The Historical Background of Boko Haram
Boko Haram (literally translated as “Western Education is a Sin”) is a genocidal criminal movement led by an Islamist extremist, Abubakar Shekau, who has vowed to destroy every Christian school in Nigeria, and to carry out terrorist attacks on Nigerian government police and government officials. It kidnapped over 200 girls from a Christian school in April 2014 and despite the Nigerian government’s efforts, none have been found. In 2014, Boko Haram killed an estimated 2,000 people in its jihad to expand its self-declared Islamic caliphate in northern Nigeria, an area with a heavy Muslim population.
On January 7, 2015, Boko Haram killed 2,000 Nigerian civilians by burning down the town of Baga in the north-eastern state of Borno. Boko Haram has sworn allegiance to ISIS, the so called “Islamic State” in Syria and Iraq, and is copying ISIS tactics of random brutality. Boko Haram has attacked villages in Cameroon, Chad, and Niger, as well as in Nigeria. Boko Haram may control up to six times more territory than ISIS.
Boko Haram, whose Arabic name, Jama’atu Ahlis Sunna Lidda’awati wal-Jihad, means “People Committed to the Propagation of the Prophet’s Teachings and Jihad” was founded in 2002 by Mohammed Yusuf in order to oppose Western education. Its objective has expanded to create an Islamic state in Nigeria. While it was not violent at first, it changed in 2009 when some of its members were arrested, which sparked a riot as well as an armed clash with the Nigerian Army that killed 800 people. In the wake of the 2009 riots, Boko Haram turned horribly violent. To fund its operations, Boko Haram began robbing banks, stealing cash to buy heavy weapons.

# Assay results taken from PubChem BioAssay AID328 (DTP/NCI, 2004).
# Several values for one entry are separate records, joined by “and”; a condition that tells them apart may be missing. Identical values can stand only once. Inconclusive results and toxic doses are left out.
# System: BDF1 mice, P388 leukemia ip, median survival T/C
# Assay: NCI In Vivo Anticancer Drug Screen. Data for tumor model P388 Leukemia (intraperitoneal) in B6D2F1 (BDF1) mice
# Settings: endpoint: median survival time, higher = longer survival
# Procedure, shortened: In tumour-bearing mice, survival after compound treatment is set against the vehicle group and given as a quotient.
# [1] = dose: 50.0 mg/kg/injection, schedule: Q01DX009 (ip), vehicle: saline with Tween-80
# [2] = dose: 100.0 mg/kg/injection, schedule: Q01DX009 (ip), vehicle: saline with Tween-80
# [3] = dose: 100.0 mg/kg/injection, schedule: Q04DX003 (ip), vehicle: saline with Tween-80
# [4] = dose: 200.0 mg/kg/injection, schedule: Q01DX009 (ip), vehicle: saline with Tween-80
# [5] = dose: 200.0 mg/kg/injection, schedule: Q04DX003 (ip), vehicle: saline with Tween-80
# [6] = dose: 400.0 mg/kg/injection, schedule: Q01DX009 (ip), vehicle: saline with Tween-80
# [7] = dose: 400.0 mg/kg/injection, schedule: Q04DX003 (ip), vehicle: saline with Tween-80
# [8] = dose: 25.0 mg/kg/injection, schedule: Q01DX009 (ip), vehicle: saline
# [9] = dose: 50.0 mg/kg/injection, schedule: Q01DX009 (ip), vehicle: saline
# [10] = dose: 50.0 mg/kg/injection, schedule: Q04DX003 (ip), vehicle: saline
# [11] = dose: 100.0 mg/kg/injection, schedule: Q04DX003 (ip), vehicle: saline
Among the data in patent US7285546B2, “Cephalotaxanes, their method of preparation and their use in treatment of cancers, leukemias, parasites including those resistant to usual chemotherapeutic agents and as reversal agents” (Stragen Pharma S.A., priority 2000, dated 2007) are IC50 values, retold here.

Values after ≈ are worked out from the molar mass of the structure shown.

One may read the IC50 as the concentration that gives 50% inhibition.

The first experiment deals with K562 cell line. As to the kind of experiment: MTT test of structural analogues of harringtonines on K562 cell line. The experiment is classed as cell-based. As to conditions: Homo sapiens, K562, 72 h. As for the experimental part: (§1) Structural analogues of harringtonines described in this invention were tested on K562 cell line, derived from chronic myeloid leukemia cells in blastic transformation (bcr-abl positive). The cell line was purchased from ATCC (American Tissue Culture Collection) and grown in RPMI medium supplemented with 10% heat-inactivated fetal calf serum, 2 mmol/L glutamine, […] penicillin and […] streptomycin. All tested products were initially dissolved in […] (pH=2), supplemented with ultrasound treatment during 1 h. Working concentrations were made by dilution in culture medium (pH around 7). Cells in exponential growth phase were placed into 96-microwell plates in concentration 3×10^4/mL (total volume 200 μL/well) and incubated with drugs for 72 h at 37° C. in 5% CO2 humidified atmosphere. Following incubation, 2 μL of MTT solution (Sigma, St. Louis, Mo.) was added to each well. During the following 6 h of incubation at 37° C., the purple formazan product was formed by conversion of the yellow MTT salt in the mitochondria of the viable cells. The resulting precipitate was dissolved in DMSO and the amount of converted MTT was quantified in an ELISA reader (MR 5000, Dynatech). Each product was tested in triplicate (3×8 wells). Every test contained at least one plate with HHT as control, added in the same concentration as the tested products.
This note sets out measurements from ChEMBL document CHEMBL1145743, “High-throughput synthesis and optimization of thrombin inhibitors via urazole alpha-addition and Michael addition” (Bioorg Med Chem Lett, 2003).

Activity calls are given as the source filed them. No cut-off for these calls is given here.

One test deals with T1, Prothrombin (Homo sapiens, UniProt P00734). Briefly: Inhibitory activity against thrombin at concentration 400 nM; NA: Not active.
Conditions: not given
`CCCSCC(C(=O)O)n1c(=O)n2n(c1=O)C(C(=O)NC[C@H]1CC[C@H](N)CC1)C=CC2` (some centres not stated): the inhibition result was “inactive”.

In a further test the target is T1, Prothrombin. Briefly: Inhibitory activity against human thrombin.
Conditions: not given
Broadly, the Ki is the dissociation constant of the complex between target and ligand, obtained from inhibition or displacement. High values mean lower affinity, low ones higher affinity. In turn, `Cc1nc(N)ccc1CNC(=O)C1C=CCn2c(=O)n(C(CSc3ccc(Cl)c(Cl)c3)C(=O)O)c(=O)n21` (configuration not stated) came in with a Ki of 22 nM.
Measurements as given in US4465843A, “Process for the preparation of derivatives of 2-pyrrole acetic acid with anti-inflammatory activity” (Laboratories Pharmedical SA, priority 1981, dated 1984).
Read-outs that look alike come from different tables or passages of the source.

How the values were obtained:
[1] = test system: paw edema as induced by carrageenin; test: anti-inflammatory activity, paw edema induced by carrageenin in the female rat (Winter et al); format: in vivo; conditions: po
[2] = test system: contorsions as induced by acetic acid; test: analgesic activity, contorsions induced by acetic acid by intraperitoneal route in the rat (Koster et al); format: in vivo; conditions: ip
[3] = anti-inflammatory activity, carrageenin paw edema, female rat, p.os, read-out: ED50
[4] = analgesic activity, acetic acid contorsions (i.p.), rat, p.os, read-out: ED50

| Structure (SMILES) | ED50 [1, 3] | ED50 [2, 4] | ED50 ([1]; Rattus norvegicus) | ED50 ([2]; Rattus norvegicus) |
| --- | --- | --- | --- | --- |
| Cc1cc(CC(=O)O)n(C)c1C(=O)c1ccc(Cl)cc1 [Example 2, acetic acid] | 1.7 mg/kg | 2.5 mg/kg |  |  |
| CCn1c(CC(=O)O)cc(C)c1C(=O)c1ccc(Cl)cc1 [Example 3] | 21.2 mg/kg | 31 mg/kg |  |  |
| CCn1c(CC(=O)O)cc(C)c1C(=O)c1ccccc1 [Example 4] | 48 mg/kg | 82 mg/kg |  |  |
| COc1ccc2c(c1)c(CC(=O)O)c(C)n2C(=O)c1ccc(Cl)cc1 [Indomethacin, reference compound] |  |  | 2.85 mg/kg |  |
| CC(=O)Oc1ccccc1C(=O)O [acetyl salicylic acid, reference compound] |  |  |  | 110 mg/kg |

Before Nigeria was established, Fulani jihads from 1804 to 1808 imposed Islam on the Hausa majority in the north, fusing the Hausa states. British attempts at colonization were resisted, but were finally successful. Resentment against Western influence has remained. The northern population resisted activities of early Christian missionaries who used western education for evangelism.
Nigeria was created in 1914 from an amalgamation of northern and southern regions by British colonial authorities. Since the Borno Sultanate and the Sokoto Caliphate, which ruled parts of what is now northern Nigeria, (as well as parts of the Republic of Niger, and southern Cameroon), fell under British control in 1903, there has been strong resistance to Western education among the Muslims of the area.
Anger against Western influence resulted in emergence of Islamist fundamentalism among people in northern Nigeria. Mohammed Marwa, known as Maitatsine, who is considered by Boko Haram to be its inspiration, began working as a preacher in Kano, northern Nigeria. He denounced Western education and claimed that reading any book except the Koran was sinful and a sign of paganism. He and his followers started riots and armed clashes during 1970s and 1980s, which killed an estimated 4,000 people including Maitatsine himself.
Nigeria is almost evenly divided between Christians and Muslims. Until Boko Haram rebelled, religious fundamentalism has not been a defining characteristic of political divisions. Maitatsine’s movement was among the early warning signs that religious tolerance was endangered, and that Islamic fundamentalism was finding a home in Nigeria.
Nigeria has a Federal system of government. Under the Independence of Nigeria Act of 1960, Nigerian Muslims could not impose Sharia law in their states until 1999. By the 1980s, some Muslim leaders began to demand imposition of Sharia law more quickly.
The Constitution of 1999 opened the door to the imposition of Sharia law by granting significant power to Nigeria’s states and creating a system of appellate courts to hear appeals from Sharia trial courts. The growth in support for Sharia and for abandoning the secular aims of the drafters of the Settlement of 1960 has transformed northern Nigeria. Nigeria has always been a divided country plagued by weak governance, ethnic cleavages, and corruption. Boko Haram was born in this context, with religious fervor growing in the Muslim north and finally manifesting itself in violent Islamist terrorism.
Featured image: Abubakar Shekau, flanked by his men, has declared a caliphate in areas he controls. Copyright: AFP
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